Presentation on theme: "Understanding and Achieving Next-Generation Wireless Security Motorola, Inc James Mateicka."— Presentation transcript:
Understanding and Achieving Next-Generation Wireless Security Motorola, Inc James Mateicka
Overview Risks of Wireless Insecurity Security Standards 802.11i WPA, WPA2, and TKIP
Risk of Wireless Insecurity Wireless LAN’s can be sniffed or cracked. Networks can be maliciously manipulated through an insecure wireless access point. Theft of data, lower productivity, and financial losses are possible.
WEP Does not prevent forgery of packets. Does not prevent replay attacks. Keys are weak, and can be brute forced on standard computer. Reuses initialization vectors. Allows an attacker to undetectably modify a message without knowing the encryption key
Understanding Wi-Fi Protected Access (WPA) Based on early draft of IEEE 802.11i to address flaws in WEP.
TKIP (Temporal Key Integrity Protocol) An added layer of security over the WEP. Key length for TKIP is 128-bit. Expands the initialization vector (IV) to 48 bits (Reducing risk of replay attackers) 48-bit means that any particular value of the IV cannot be duplicated with a particular key. Guaranteeing that a key-IV pair is never reused also denies an attacker the ability to capture multiple packets that are identically encrypted, which would lead to the ability to extract plain text message.
WPA TKIP continued To create a base key, TKIP uses a master key (or passphrase) derived from authentication process, combined with the users MAC address. The base key is then used with the IV to create per-packet keys. Every packet sent over WPA is encrypted by a separate and unique key.
WPA TKIP continued Each clients base key is different. The client provides a shared secret for authentication and also a few other pieces of information.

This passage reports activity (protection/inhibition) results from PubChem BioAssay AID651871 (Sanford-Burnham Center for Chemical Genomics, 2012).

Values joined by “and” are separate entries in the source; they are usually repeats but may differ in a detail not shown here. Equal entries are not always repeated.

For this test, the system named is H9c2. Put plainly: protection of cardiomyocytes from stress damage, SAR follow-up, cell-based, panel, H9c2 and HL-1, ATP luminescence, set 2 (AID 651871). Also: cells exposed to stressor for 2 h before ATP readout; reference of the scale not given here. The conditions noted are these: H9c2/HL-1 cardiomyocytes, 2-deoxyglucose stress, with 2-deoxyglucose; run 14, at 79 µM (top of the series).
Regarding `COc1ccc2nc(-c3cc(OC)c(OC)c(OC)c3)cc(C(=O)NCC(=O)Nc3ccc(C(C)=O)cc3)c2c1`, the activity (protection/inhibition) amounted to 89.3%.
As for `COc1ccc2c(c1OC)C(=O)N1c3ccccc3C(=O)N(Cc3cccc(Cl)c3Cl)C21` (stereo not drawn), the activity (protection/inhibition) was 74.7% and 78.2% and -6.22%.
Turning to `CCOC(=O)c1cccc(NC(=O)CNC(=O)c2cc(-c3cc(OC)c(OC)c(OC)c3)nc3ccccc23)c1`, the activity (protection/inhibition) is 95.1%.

WPA Problems The initial passphrase on the clients and access points is often weak because it is usually man made. The passphrase is usually limited to 20 characters or less because of issues with remembering or entering the long string of seemingly random text.
WPAPSK Robust authentication methods are not used with WPA, it must rely upon Pre-Shared Keys (PSK). The same phrase must be entered on all clients and all access points. Difficult to distribute the key without it being compromised. A single malicious client can use the date to compromise other client sessions. WPAPSK is common due to the lack of a need for a separate authentication system.
802.1X User Authentication & Network Access 802.1x was designed for a wired network and only facilitates authentication. Problem 1: Attacker has access to authentication packets sent and received by clients. May be possible to discover authentication credentials Problem 2: Attacker can execute man-in-the-middle attack if he is within broadcast range. Problem 3: Attacker can execute denial-of-service attack by sending packets the access point telling it to drop the client connection. Problem 4: The attacker could execute a denial-of-service attack against a client system and then take the clients place before the wireless access point notices.
WPA Cracking Tools Tools used to determine the initial shared secret when WPA-PSK is used. Once the secret is known the base key and session key can be recreated. The attacker must be able to monitor the entire initial key exchange.
WPA Summary WPA is generally accepted as an interim step to provide incrementally improved security. WEP that was upgraded to WPA are hardware-constrained, with minimal processing power and RC4 as the only onboard encryption option.